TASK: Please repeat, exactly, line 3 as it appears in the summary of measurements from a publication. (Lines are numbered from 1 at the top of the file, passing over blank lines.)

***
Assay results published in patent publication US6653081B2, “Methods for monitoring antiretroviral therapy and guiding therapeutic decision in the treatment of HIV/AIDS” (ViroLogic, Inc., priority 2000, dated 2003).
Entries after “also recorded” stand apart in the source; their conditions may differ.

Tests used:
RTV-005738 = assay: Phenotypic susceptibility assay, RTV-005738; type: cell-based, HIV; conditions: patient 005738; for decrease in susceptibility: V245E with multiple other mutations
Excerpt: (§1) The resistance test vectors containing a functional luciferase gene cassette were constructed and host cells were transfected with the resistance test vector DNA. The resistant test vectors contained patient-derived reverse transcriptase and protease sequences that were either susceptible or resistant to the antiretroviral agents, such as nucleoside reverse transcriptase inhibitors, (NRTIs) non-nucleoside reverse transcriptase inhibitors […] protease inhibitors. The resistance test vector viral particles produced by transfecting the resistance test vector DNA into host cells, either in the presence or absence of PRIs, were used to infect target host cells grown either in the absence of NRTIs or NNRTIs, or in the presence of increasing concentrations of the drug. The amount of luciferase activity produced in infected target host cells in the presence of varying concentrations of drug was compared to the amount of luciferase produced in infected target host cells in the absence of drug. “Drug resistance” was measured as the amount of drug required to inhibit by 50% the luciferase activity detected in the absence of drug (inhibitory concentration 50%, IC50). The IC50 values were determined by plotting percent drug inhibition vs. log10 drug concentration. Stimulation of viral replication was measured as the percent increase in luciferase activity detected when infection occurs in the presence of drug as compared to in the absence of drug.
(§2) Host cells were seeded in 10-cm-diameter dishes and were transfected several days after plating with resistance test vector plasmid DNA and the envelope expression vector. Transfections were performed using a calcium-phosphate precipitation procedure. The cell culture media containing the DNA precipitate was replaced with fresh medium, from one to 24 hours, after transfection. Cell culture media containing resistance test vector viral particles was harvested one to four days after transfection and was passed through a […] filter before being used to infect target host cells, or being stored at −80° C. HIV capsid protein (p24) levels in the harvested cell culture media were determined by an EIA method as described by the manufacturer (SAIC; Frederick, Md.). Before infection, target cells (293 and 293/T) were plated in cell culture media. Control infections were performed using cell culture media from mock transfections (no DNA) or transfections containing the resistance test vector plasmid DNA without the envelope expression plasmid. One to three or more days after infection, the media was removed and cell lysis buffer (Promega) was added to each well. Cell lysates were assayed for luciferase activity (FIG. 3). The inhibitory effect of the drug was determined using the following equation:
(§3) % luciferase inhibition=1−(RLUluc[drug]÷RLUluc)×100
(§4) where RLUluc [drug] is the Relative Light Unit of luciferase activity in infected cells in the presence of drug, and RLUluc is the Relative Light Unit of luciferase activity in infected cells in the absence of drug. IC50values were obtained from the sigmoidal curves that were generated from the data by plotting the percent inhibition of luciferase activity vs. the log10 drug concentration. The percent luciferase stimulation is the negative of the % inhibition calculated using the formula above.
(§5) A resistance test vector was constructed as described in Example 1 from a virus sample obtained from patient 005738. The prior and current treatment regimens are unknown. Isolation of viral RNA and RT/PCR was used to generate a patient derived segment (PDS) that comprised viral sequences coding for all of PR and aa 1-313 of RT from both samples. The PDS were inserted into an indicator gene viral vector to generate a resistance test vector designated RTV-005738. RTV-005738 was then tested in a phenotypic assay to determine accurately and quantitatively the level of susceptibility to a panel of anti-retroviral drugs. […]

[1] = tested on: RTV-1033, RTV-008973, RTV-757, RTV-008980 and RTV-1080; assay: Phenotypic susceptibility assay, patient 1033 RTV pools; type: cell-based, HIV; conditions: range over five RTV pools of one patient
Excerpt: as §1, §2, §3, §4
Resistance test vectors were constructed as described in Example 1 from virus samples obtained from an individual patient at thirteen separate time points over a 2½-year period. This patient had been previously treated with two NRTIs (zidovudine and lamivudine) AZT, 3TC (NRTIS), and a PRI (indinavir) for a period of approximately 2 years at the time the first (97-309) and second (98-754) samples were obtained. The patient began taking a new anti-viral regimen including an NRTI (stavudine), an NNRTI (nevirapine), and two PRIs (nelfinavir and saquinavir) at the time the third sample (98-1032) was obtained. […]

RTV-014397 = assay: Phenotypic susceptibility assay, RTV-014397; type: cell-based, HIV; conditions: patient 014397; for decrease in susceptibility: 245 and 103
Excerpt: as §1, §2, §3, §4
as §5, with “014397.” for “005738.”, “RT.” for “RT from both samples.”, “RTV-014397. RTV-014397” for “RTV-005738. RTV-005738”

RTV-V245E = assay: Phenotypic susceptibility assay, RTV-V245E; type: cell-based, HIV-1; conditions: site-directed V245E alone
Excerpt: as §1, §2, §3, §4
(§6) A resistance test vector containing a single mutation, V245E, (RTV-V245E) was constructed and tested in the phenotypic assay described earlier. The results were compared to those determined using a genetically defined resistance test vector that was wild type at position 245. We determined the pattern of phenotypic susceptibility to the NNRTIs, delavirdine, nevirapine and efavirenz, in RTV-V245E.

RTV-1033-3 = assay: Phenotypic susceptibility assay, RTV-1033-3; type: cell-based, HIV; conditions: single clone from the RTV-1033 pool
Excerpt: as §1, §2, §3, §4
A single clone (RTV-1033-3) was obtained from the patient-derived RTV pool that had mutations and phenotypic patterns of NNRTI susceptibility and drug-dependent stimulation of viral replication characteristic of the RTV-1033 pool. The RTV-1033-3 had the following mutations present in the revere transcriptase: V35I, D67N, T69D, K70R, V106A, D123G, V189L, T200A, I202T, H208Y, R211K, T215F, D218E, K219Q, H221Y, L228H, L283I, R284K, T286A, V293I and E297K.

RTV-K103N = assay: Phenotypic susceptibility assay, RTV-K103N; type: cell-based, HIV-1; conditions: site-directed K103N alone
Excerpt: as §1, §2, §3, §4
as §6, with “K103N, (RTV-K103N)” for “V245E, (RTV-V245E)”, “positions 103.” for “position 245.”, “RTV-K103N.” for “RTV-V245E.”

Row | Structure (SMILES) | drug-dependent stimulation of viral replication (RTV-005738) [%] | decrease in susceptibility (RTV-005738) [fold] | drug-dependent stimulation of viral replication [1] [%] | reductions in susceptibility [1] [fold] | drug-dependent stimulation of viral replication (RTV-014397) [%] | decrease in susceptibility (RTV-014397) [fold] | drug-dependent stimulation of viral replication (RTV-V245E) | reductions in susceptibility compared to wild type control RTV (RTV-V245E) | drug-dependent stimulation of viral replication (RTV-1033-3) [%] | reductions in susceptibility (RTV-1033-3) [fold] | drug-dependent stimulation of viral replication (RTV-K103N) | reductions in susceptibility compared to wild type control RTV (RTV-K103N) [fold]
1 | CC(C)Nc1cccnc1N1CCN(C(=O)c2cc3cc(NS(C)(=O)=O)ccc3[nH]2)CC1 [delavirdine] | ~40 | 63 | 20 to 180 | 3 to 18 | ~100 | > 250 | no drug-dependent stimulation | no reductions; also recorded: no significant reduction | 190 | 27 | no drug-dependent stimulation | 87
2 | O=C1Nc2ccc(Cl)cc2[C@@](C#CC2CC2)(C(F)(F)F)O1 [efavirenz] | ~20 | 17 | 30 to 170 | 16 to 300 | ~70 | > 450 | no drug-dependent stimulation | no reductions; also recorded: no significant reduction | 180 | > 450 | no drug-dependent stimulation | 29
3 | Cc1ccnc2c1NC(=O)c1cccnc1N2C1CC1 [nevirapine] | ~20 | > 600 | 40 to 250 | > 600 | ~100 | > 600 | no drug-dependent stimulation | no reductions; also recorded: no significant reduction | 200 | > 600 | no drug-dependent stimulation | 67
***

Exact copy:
Tests used: